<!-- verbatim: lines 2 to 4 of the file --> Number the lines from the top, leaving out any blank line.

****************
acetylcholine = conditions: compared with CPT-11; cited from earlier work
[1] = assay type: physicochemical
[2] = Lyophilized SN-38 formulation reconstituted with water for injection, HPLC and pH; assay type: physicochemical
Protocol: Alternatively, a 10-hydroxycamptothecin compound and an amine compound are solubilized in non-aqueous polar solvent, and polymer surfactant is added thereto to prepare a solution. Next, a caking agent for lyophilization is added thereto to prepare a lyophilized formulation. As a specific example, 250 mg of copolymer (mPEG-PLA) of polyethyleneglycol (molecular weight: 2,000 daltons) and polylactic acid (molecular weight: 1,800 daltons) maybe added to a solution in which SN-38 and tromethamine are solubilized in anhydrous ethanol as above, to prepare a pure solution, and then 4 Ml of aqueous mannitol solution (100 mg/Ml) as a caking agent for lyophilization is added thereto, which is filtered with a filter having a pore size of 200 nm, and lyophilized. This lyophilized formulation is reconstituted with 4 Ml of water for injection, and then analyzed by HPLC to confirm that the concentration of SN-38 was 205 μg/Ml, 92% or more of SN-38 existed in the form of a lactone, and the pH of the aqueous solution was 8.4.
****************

[1] = assay type: physicochemical
[2] = Lyophilized SN-38 formulation reconstituted with water for injection, HPLC and pH; assay type: physicochemical
Protocol: Alternatively, a 10-hydroxycamptothecin compound and an amine compound are solubilized in non-aqueous polar solvent, and polymer surfactant is added thereto to prepare a solution. Next, a caking agent for lyophilization is added thereto to prepare a lyophilized formulation. As a specific example, 250 mg of copolymer (mPEG-PLA) of polyethyleneglycol (molecular weight: 2,000 daltons) and polylactic acid (molecular weight: 1,800 daltons) maybe added to a solution in which SN-38 and tromethamine are solubilized in anhydrous ethanol as above, to prepare a pure solution, and then 4 Ml of aqueous mannitol solution (100 mg/Ml) as a caking agent for lyophilization is added thereto, which is filtered with a filter having a pore size of 200 nm, and lyophilized. This lyophilized formulation is reconstituted with 4 Ml of water for injection, and then analyzed by HPLC to confirm that the concentration of SN-38 was 205 μg/Ml, 92% or more of SN-38 existed in the form of a lactone, and the pH of the aqueous solution was 8.4.